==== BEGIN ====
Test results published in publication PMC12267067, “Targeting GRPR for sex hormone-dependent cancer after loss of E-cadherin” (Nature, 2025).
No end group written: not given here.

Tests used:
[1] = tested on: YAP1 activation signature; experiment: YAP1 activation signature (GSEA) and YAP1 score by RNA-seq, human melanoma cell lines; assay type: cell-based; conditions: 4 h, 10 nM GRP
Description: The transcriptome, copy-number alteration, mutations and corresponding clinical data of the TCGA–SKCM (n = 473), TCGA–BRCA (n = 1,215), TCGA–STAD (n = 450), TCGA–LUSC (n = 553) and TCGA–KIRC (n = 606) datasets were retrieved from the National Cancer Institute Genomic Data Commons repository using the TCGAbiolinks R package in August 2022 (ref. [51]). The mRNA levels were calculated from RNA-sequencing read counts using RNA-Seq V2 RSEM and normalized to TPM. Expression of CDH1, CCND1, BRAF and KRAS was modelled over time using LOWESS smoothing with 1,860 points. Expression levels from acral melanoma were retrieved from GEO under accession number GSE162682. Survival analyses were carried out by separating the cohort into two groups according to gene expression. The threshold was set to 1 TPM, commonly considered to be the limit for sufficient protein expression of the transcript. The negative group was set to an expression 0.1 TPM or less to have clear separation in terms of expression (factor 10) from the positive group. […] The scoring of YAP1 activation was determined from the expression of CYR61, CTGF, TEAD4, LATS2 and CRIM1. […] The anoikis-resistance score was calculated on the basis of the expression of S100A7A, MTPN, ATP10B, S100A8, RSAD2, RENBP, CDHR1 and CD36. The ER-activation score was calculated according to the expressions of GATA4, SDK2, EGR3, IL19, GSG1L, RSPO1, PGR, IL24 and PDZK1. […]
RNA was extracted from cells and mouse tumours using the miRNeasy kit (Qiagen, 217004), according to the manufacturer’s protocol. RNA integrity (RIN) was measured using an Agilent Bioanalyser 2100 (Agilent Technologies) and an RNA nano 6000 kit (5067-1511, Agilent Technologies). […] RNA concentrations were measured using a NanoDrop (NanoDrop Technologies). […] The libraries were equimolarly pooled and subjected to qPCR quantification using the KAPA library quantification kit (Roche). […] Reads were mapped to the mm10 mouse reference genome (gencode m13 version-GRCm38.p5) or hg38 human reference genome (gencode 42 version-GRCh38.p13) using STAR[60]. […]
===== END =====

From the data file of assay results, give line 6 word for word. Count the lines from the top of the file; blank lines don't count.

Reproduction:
RNA was extracted from cells and mouse tumours using the miRNeasy kit (Qiagen, 217004), according to the manufacturer’s protocol. RNA integrity (RIN) was measured using an Agilent Bioanalyser 2100 (Agilent Technologies) and an RNA nano 6000 kit (5067-1511, Agilent Technologies). […] RNA concentrations were measured using a NanoDrop (NanoDrop Technologies). […] The libraries were equimolarly pooled and subjected to qPCR quantification using the KAPA library quantification kit (Roche). […] Reads were mapped to the mm10 mouse reference genome (gencode m13 version-GRCm38.p5) or hg38 human reference genome (gencode 42 version-GRCh38.p13) using STAR[60]. […]